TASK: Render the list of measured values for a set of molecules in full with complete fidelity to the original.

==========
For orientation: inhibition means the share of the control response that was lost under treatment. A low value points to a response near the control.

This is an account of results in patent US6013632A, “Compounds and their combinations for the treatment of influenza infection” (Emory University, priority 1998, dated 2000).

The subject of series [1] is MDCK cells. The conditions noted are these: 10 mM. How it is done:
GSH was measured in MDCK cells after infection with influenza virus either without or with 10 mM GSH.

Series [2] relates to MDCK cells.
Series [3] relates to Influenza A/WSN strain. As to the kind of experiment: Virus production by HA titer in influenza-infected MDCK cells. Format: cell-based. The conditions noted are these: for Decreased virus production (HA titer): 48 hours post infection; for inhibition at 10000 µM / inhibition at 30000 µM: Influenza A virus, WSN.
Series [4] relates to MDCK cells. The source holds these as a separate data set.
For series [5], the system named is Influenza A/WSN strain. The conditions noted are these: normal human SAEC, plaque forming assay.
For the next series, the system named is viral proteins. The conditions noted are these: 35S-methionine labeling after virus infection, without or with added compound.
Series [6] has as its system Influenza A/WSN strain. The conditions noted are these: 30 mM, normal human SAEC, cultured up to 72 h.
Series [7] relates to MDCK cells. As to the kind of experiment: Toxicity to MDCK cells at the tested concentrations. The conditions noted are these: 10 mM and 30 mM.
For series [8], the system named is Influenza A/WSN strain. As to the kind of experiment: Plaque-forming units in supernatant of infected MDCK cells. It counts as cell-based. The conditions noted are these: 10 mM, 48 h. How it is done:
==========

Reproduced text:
For orientation: inhibition means the share of the control response that was lost under treatment. A low value points to a response near the control.

This is an account of results in patent US6013632A, “Compounds and their combinations for the treatment of influenza infection” (Emory University, priority 1998, dated 2000).

The subject of series [1] is MDCK cells. The conditions noted are these: 10 mM. How it is done:
GSH was measured in MDCK cells after infection with influenza virus either without or with 10 mM GSH.

Series [2] relates to MDCK cells.
Series [3] relates to Influenza A/WSN strain. As to the kind of experiment: Virus production by HA titer in influenza-infected MDCK cells. Format: cell-based. The conditions noted are these: for Decreased virus production (HA titer): 48 hours post infection; for inhibition at 10000 µM / inhibition at 30000 µM: Influenza A virus, WSN.
Series [4] relates to MDCK cells. The source holds these as a separate data set.
For series [5], the system named is Influenza A/WSN strain. The conditions noted are these: normal human SAEC, plaque forming assay.
For the next series, the system named is viral proteins. The conditions noted are these: 35S-methionine labeling after virus infection, without or with added compound.
Series [6] has as its system Influenza A/WSN strain. The conditions noted are these: 30 mM, normal human SAEC, cultured up to 72 h.
Series [7] relates to MDCK cells. As to the kind of experiment: Toxicity to MDCK cells at the tested concentrations. The conditions noted are these: 10 mM and 30 mM.
For series [8], the system named is Influenza A/WSN strain. As to the kind of experiment: Plaque-forming units in supernatant of infected MDCK cells. It counts as cell-based. The conditions noted are these: 10 mM, 48 h. How it is done: